The Finca is my family

Farm of the Child

The Finca is my family

By Joel Álvarez Menocal, a child of the Finca

Here I am, pen in hand
with paper anxiously waiting
for the quill’s fine point
to scratch across its skin.

Once again, it asks,
“What will you say to me today?
What will you tell me?”
The pen takes life in my hand
and I begin to write…

What I relate-I say to the pen-
is a very important chapter in my life.
I could make something up,
fooling even myself,
but to my own life, I must be true.

I am young still,
but to relate what I must tell you
demands a return to my infancy.
Let me return to years past
so that you understand, how I arrived
in the bosom of this great family.

In this manner I began to relate my life.
I say to the pen- It was many years ago
but my memories remain intact
as though it all happened yesterday…

I was born in Olanchito, in mountains of green pines.
I had a mother…
And when I was nine, I had a father for two short months.
He’s always been my father,
but never been FATHER.

As many in Honduras, my mother suffered the consequences of being a single mother.
She had six children and simultaneously was mother and father.

Maybe this explains her absence at home
and my living alone with two older brothers.
I have never said “mom” or “dad”
Because in my family, MOTHER was my grandmother and Martha was mother.

Did we attend school there?
Yes, I remember being forced to go
as my grandmother was raised by the old
“Stubbornness is treated with a stick”

About 1998 my grandmother dies.
She dies of cancer-I don’t know where-I was a child.
Two years later, my mother becomes sick and is bed-ridden.

Every day I would get up,
and walk half an hour to bring home the milk.
My other brothers roamed around
going to the market or hanging out in the streets.

My eldest brother smoked.
At twelve, he would enter discos
and shine shoes.
Our friends were gangsters,
thugs, people of the street
who now are in the cemetery.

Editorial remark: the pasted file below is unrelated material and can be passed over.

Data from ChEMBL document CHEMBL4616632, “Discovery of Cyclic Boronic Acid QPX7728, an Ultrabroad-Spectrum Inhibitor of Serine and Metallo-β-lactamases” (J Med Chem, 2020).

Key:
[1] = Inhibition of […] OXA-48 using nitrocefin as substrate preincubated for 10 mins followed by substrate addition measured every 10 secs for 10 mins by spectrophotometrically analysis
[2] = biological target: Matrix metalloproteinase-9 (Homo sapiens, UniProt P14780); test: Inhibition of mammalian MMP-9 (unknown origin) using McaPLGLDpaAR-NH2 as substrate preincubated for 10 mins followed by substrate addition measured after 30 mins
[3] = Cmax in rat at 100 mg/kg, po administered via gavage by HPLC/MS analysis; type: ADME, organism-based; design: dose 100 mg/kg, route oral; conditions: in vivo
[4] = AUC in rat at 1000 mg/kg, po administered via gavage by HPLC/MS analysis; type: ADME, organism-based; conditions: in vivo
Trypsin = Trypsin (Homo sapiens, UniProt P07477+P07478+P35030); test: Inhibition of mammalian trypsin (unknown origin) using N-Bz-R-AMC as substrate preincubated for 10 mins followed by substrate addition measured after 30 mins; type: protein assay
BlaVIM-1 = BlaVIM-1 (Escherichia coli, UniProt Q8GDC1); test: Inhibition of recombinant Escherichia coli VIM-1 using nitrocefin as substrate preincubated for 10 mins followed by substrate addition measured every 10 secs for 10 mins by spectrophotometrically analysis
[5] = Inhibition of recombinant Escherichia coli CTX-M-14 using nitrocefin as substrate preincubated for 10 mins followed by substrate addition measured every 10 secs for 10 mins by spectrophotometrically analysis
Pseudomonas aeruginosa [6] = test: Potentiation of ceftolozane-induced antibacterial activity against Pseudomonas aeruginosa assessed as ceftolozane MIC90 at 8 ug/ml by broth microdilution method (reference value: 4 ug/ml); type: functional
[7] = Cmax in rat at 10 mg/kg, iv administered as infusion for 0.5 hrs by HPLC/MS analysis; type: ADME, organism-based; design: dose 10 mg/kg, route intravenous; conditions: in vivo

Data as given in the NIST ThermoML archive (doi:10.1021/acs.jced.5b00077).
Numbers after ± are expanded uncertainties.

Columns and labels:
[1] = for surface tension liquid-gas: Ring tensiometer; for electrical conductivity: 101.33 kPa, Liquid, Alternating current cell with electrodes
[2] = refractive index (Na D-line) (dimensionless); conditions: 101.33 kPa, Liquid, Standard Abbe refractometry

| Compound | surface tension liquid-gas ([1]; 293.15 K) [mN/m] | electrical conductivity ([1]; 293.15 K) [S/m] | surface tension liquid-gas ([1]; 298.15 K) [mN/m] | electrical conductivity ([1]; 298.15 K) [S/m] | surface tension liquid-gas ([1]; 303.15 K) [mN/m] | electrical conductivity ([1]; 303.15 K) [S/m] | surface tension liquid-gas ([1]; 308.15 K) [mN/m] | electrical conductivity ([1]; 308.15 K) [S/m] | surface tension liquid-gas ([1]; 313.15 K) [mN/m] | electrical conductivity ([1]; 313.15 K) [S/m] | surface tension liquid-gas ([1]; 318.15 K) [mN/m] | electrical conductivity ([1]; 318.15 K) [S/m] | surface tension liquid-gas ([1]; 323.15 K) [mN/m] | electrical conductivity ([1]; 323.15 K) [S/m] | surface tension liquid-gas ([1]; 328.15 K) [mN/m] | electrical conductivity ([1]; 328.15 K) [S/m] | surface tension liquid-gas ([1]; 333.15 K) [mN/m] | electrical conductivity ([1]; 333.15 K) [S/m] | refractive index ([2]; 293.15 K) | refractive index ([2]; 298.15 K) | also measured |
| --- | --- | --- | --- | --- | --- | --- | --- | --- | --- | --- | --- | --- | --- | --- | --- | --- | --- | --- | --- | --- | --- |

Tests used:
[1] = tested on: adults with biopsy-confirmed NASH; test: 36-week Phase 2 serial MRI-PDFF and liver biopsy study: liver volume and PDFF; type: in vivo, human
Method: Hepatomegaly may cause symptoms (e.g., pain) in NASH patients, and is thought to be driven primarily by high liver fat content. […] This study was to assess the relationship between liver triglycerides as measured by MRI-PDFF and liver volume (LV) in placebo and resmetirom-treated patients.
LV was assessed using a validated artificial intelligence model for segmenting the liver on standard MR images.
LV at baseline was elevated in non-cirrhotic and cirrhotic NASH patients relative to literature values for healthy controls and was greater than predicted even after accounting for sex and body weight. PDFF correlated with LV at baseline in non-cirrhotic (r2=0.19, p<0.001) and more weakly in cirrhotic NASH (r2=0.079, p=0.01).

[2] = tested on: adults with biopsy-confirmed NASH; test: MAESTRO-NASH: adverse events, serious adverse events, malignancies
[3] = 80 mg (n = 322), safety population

In 1999, a North American appeared in our house,
proposing that we go to a “farm of the child.”
My first thought was that there must be bananas there,
or children that grew bananas.

At the end of ’99, I lost my mother.
How I wish that she were here today
and could see my accomplishments.
She lives and will always live in my memory,
soul, heart and mind.

In 2000, we arrived at the Farm.
I still remember the frustrated face we each had.
I still had not realized that the Farm of the Child
was a mother sent by God
to replace the vacancy in my heart.

God saved me and gave me His hand.
All my friends in Olanchito are dead.
They became gangsters.
They took the wrong path and lost.
Poor guys, they didn’t have a hand to guide them,
or maybe they did, but were too late in realizing.

When I arrived at the Finca, I was a rebel,
not to the same extent as my brothers,
but each of us fought and wanted to be in charge.

I didn’t understand when my mother became sick,
I, who slept by her side and brought her the juice
I’d earned throwing out trash at the fast food joint.
There were times when my brother would find me out and rob me of my food.

My mother, upon becoming ill,
would kneel and stay near her bed in silence.
And I? I was filled with fear.
Only now do I understand that she was praying.

I was at my grandmother’s side
when she departed this world.
I was there when my mother died
and left never to return again.

I only have three things to say:
Thanks to God.
Thanks to the Farm of the Child.
Thanks to all who make possible this work of mercy.

Yes, I am grateful to this great community that is my family
because it is my second mother,
because it scooped me into its arms
and gave to me its entire heart.

Thank you
For being in the night of my life…
A Star.

And with a sigh of triumph,
a flash of lightning on the paper
and the pen ceased,
limiting itself to sign: by Joel Álvarez (Menocal).

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